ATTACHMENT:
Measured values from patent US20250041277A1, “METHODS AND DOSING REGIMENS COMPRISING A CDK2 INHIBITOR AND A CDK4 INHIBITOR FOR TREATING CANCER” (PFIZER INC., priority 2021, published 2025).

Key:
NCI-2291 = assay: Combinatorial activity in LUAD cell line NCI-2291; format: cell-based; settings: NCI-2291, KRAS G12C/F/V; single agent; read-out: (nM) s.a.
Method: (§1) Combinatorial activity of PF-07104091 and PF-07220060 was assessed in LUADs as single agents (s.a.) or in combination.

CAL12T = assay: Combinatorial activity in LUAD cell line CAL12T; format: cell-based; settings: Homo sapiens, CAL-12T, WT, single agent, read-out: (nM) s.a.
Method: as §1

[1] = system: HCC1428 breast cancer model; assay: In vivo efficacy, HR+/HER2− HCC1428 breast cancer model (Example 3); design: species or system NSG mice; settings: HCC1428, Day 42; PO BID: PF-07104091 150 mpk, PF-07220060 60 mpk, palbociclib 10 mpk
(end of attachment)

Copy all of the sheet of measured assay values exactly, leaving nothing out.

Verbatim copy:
Measured values from patent US20250041277A1, “METHODS AND DOSING REGIMENS COMPRISING A CDK2 INHIBITOR AND A CDK4 INHIBITOR FOR TREATING CANCER” (PFIZER INC., priority 2021, published 2025).

Key:
NCI-2291 = assay: Combinatorial activity in LUAD cell line NCI-2291; format: cell-based; settings: NCI-2291, KRAS G12C/F/V; single agent; read-out: (nM) s.a.
Method: (§1) Combinatorial activity of PF-07104091 and PF-07220060 was assessed in LUADs as single agents (s.a.) or in combination.

CAL12T = assay: Combinatorial activity in LUAD cell line CAL12T; format: cell-based; settings: Homo sapiens, CAL-12T, WT, single agent, read-out: (nM) s.a.
Method: as §1

[1] = system: HCC1428 breast cancer model; assay: In vivo efficacy, HR+/HER2− HCC1428 breast cancer model (Example 3); design: species or system NSG mice; settings: HCC1428, Day 42; PO BID: PF-07104091 150 mpk, PF-07220060 60 mpk, palbociclib 10 mpk